Make Peace


Note:  Though I originally wrote this in 2012, it’s turned out to be a timeless reminder that is even more appropriate today.


I was walking toward a store, thinking the everyday thoughts we immerse ourselves in when we tread familiar ground, blindly, when I suddenly became aware of the person in front of me, coming out the door. We were uncomfortably far apart, that is, I was not close enough to catch the door upon his exit but also too far to make holding it open obvious and easy. We were both caught in that awkward no man’s land where the social dances don’t engage cleanly. I could speed up, and yet that would be kind of weird, as if I expected him to hold it for me. That would be assuming too much, a possible imposition. I saw the inner struggle on his face, which suddenly went calm as he stepped aside and stopped the door with his foot, waiting for me. I graciously accepted the gesture and thanked him, this person whom I will, in all reality, never see again.

And that small decision changed the trajectory of my mood, my day, and is still with me more than a week later. That moment, and others like it, larger and smaller, is what we’re here for.

How many times do I expect to hurt someone? The real answer is never, even though three times a week I entertain the idea and put it into practice, lecturing and teaching the physical application of violence, demoed in twisted, grunting forms. These are not the shapes and sounds of happy people, or direct good. It is, as I’ve said before, the failure of everything we love. And though I’ve devoted my life to it, I hope to never do it outside the training environment again.

So the opportunities for mayhem are thankfully thin.

But the opportunities to make peace, for being kinder than perhaps we feel, are many and daily.

This is the completely counterintuitive way in which I use what I know—how awful things could be—on a daily basis. Every encounter with a stranger is a potential murder. The concentration of such things in the media and our own tribal instincts tells us so. And yet, until I believe I have no choice, I must do everything in my power to steer us away from the shipwrecking shoals of petty ego, suspicion and fear and take us into deeper, calmer waters. If that’s too Zen-Hallmark for you, just consider how the small kindnesses, given freely and with no expectation of return, make you feel.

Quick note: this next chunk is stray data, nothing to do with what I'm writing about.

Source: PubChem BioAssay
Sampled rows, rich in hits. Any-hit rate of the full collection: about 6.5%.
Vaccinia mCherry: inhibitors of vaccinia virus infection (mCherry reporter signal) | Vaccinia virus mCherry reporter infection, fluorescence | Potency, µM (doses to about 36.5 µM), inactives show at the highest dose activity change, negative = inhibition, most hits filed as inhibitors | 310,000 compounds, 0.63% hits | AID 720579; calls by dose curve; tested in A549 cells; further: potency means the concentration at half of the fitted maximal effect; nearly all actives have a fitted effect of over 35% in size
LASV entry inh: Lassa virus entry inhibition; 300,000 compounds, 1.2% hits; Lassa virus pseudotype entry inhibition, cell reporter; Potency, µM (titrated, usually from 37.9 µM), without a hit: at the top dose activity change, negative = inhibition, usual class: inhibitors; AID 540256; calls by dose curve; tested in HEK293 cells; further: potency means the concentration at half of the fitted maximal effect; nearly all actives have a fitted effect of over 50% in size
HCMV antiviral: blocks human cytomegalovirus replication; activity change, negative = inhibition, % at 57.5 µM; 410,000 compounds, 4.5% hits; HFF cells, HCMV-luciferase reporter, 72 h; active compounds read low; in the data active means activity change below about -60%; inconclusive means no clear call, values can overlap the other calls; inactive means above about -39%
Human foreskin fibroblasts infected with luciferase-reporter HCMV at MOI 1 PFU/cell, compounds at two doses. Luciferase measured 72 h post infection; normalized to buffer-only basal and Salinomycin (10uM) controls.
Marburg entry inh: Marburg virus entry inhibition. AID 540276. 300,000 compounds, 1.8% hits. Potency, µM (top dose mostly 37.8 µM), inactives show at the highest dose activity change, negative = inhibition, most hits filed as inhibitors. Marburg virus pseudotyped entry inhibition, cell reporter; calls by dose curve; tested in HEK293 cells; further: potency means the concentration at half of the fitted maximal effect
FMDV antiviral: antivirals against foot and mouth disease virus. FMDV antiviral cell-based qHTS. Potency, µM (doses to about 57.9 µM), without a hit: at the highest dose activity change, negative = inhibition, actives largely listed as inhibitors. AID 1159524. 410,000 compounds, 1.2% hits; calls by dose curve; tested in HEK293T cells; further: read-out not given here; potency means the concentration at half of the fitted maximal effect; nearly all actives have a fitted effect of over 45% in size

When I go out my front door the goal is to make it back again. And while I have taken precautions against the worst that humanity has to offer, it does me—and you—no good to spend that day living in fear. Train so you know you’ve prepared for the unthinkable… and then forget about it. Live your life free of the dread that perhaps brought you to training in the first place. In the short term, my job is to show people what to do in that worst-case scenario; in the long term my job is to ameliorate fear, to free people from it as this practice has freed me.

Replace that fear with knowledge: everyone is frail and mortal, so you might as well relax.

If violence is the failure of everything we love, then every day free of it should be spent reinforcing the things that make life good—look for those opportunities to make peace. A smile is such a small thing. Holding a door. Reaching out to help when those sudden, happenstance opportunities unfold right in front of you.

In a world where the person holding the door is seen as a sucker, where kindness is equated with weakness, it is a shocking thing to see the strong and capable make way and lend a hand. I didn’t need him to hold the door for me. I would have thought no less of him had he let it go. In fact, I wouldn’t have thought of him at all, ever again. And yet here I am changed by that infinitesimal act, inspired to write and share it with you.

Some days it’s easier to believe that the human soul is attuned to horror, that darkness is its resonant frequency. We are too quick to be affected by it, and the echoes linger too long. But those tiny taps of minor kindnesses can change the pitch—they just need to be applied constantly in order to reinforce.

So now, today, and beyond this season, make peace. You never know the circumstances of the person right in front of you, and how your conduct might alter the trajectory of their mood, their day, their week… and like a pebble dropped in a pond, ripples radiating outward to people you will never even see or interact with. But they may all be touched by what you do right now.

— Chris Ranck-Buhr